Twin vaginal delivery: innovate or abdicate

Published:February 07, 2017DOI:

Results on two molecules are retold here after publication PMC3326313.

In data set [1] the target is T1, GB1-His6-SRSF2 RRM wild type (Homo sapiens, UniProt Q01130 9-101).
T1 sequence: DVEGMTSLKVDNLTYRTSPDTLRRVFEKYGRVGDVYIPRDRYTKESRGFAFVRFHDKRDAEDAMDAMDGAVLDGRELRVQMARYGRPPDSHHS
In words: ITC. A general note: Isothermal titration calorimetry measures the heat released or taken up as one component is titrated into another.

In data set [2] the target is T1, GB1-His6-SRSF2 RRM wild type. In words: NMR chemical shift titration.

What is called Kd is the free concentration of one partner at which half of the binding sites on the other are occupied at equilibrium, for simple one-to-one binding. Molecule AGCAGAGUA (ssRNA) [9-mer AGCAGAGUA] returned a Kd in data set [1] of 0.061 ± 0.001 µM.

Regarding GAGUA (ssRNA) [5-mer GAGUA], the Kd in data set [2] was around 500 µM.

Neonatal safety data along with national guidelines have prompted renewed interest in vaginal delivery of twins, particularly in the case of the noncephalic second twin. Yet, the rising rate of twin cesarean deliveries, coupled with the national decline in operative obstetrics, raises concerns about the availability of providers who are skilled in twin vaginal birth. Providers are key stakeholders for increasing rates of twin vaginal delivery. We surveyed a group of practicing obstetricians to explore potential barriers to the vaginal birth of twins with a focus on delivery of the noncephalic second twin. Among 107 responding providers, only 57% would deliver a noncephalic second twin by breech extraction. Providers who preferred breech extraction had a higher rate of maternal-fetal medicine subspecialty training (26.2% vs 4.3%; P<.01) and were more likely to be in an academic practice environment (36.1% vs 10.9%; P<.01) and to practice in high-volume centers that deliver >30 sets of twins annually (57.4% vs 34.8%; P=.02). Most providers (54.2%) were familiar with the findings from the recent randomized trial that demonstrated the safety of twin vaginal birth. However, knowledge of the trial was not associated statistically with a preference for breech extraction (62.3% vs 43.5%; P=.05). Providers who preferred breech extraction were more likely to agree with recent society guidelines that encourage the vaginal birth of twins (86.9% vs 63.0%; P<.01). In an adjusted analysis, the 46% of providers with a perceived need for more training were far less likely to prefer breech extraction for delivery of a noncephalic second twin (adjusted odds ratio, 0.38; 95% confidence interval, 0.16–0.95). Furthermore, 57% of providers who would not offer their patient breech extraction would be willing to consult a colleague for support with a noncephalic twin delivery. These results suggest that scientific evidence and society opinion are likely insufficient to reverse the national trends that favor cesarean delivery for twins. Instead, implementation of provider training and support programs is critical for increasing the rates of twin vaginal birth. Changing our national landscape of vaginal twin delivery may require innovation. Without novel provider-focused strategies, we may relinquish passively the requisite skills for not only our patients but also for future generations of obstetricians.

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